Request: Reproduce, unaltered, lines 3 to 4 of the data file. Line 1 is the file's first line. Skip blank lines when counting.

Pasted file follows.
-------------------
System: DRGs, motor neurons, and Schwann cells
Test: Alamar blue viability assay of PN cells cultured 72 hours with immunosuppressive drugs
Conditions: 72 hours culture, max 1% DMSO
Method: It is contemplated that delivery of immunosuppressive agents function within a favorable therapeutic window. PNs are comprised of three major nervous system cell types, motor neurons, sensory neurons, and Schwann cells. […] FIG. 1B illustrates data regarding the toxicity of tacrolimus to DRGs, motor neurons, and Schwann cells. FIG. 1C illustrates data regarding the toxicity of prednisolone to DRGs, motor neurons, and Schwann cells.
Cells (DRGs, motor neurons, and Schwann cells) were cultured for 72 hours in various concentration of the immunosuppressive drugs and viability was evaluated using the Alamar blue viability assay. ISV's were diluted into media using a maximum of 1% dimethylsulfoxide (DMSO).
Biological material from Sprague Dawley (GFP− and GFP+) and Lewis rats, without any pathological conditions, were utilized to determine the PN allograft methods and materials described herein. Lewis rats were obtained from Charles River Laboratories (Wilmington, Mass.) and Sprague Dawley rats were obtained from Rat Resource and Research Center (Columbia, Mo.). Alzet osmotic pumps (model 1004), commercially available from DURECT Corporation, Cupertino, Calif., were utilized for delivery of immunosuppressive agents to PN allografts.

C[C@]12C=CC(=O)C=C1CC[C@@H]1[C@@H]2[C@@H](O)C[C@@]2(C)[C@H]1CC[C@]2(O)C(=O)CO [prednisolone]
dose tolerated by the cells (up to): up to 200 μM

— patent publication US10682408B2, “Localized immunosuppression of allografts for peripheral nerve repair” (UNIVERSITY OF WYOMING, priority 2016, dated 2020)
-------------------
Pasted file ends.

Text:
Conditions: 72 hours culture, max 1% DMSO
Method: It is contemplated that delivery of immunosuppressive agents function within a favorable therapeutic window. PNs are comprised of three major nervous system cell types, motor neurons, sensory neurons, and Schwann cells. […] FIG. 1B illustrates data regarding the toxicity of tacrolimus to DRGs, motor neurons, and Schwann cells. FIG. 1C illustrates data regarding the toxicity of prednisolone to DRGs, motor neurons, and Schwann cells.